How do you conquer a giant?
If only Joan Binmore knew. Lord knows she's tried.
But when a consumer battles the likes of Home Depot, it can be difficult.
Binmore, 79, has been locked in a dispute with Home Depot's At-Home Services division for four years. The problem is that the home improvement giant has refused to meet her conditions for repairing the roof and ceiling of her St. Pete Beach home, which a company subcontractor damaged.
"I just get so discouraged dealing with Home Depot," Binmore said. "It just goes on and on."
Home Depot says it intends to reach an agreement.
"We're absolutely committed to resolving this thing," said Stephen Holmes, a company spokesman. "There were no delays that were intentional on the Home Depot side."
Binmore's case highlights just how difficult it can be to seek restitution against a contractor in civil court, even when the contractor admits responsibility.
Home Depot agrees that its subcontractor, Allen Belt Roofing of Tallahassee, damaged Binmore's ceiling - a cathedral ceiling with exposed, pickled and tongue-and-groove beams that towers above her living and dining rooms.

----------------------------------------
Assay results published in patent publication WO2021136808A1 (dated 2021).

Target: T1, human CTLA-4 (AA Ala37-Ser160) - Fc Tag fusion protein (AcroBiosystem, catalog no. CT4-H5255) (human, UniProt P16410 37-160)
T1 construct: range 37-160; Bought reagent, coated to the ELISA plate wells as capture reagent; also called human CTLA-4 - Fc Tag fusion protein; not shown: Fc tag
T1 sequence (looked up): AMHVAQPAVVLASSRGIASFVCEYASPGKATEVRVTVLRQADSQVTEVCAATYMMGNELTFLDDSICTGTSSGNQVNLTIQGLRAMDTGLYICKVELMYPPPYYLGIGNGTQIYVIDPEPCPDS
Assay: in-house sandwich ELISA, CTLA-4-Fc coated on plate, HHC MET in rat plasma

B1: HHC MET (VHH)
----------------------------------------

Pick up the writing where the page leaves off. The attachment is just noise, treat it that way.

While replacing the roof, the contractor hammered away with 2-1/2-inch nails that pierced and splintered the home's prized attribute.
Home Depot initially offered $9,568.69 to fix damaged beams and "install a new layer of tongue & groove ceiling material on top of the existing material." But Binmore said estimates ranged from $42,000 to $71,000 to fix it right.
With legal bills and over time, Binmore's costs are more than $100,000.
Whenever court dates arise, Home Depot changes lawyers and seeks postponements, dragging the case along.
Binmore said she doesn't understand how justice can be so difficult when everyone - including Home Depot - agrees that the home improvement giant and its subcontractor were in the wrong.
"It is so screwed up," she said.